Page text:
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Voiceless bilabial fricative

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Title: Voiceless bilabial fricative  
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Language: English
Subject: List of consonants, Voiceless labiodental affricate, Voiced palatal implosive, Naming conventions of the International Phonetic Alphabet, Begadkefat
Collection: Bilabial Consonants, Fricative Consonants
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Voiceless bilabial fricative

Voiceless bilabial fricative
ɸ
IPA number 126
Encoding
Entity (decimal) ɸ
Unicode (hex) U+0278
X-SAMPA p\
Kirshenbaum P
Braille ⠨ (braille pattern dots-46) ⠋ (braille pattern dots-124)
Sound
 ·

The voiceless bilabial fricative is a type of consonantal sound, used in some spoken languages. The symbol in the International Phonetic Alphabet that represents this sound is ɸ. For English-speakers, it is easiest to think of the sound as an f-sound made only with the lips, instead of the upper teeth and lower lip, or a blowing sound.

Contents

  • Features 1
  • Occurrence 2
  • See also 3
  • References 4
  • Bibliography 5

Features

Features of the voiceless bilabial fricative:

  • Its manner of articulation is fricative, which means it is produced by constricting air flow through a narrow channel at the place of articulation, causing turbulence.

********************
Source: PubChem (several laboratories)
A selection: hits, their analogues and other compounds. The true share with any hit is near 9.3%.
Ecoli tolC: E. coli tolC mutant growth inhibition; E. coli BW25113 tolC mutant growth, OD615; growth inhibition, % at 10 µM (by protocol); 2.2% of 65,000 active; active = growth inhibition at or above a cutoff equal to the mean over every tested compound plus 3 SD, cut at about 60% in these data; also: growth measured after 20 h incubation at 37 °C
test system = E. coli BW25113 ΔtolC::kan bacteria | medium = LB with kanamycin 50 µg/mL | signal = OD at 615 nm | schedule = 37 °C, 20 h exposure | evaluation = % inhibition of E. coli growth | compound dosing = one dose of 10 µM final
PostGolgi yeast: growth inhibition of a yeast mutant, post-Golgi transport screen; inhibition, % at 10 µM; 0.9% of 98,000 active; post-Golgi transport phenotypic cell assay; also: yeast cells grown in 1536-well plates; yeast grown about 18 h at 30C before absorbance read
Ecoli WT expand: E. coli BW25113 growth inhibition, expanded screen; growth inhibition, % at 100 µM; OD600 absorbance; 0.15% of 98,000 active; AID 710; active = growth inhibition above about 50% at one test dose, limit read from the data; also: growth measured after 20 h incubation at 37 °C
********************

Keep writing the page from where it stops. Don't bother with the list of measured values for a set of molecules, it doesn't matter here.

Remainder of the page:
• Its place of articulation is bilabial, which means it is articulated with both lips.
  • Its phonation is voiceless, which means it is produced without vibrations of the vocal cords. In some languages the vocal cords are actively separated, so it is always voiceless; in others the cords are lax, so that it may take on the voicing of adjacent sounds.
  • It is an oral consonant, which means air is allowed to escape through the mouth only.
  • Because the sound is not produced with airflow over the tongue, the centrallateral dichotomy does not apply.
  • The airstream mechanism is pulmonic, which means it is articulated by pushing air solely with the lungs and diaphragm, as in most sounds.

Occurrence

Language Word IPA Meaning Notes
Ainu フチ [ɸu̜tʃi] 'grandmother'
Angor fi [ɸi] 'body'
Bengali Eastern dialects /fol [ɸɔl] 'fruit' Allophone of /f/ in Bangladesh and Tripura, /pʰ/ used in Western dialects.
Ewe[1] éƒá [é ɸá] 'he polished' Contrasts with /f/
Italian Tuscan[2] i capitani [iˌhäɸiˈθäːni] 'the captains' Intervocalic allophone of /p/; it may be an approximant [ɸ˕] instead. See Italian phonology
Itelmen чуфчуф [tʃuɸtʃuɸ] 'rain'
Japanese[3] 腐敗/fuhai [ɸɯhai] 'decay' Allophone of /h/ before /ɯ/. See Japanese phonology
Kaingang fy [ɸɨ] 'seed'
Kwama [kòːɸɛ́] 'basket'
Mao [ʔɑ̄ˈɸɑ́ŋ] 'empty'
Māori whakapapa [ɸakapapa] 'genealogy'
Odoodee pagai [ɸɑɡɑi] 'coconut'
Spanish Andalusian[4] los viejos [lɔh ɸjɛhɔ] 'the old ones' Allophone of /b/ after [h]. See Spanish phonology
Tahitian fī [ʔoːɸiː] 'snake' Allophone of /f/
Turkmen fabrik [ɸabrik] 'factory'

See also

References

  1. ^ Ladefoged (2005:156)
  2. ^ Hall (1944:75)
  3. ^ Okada (1991:95)
  4. ^ Pérez, Aguilar & Jiménez (1998:225–228)

Bibliography

  • Hall, Robert A. Jr. (1944). "Italian phonemes and orthography". Italica (American Association of Teachers of Italian) 21 (2): 72–82.  
  •  
  • Okada, Hideo (1991), "Japanese", Journal of the International Phonetic Association 21 (2): 94–97,  
  • Pérez, Ramón Morillo-Velarde; Aguilar, Rafael Cano; Jiménez, Antonio Narbona (1998), El Español hablado en Andalucía,  
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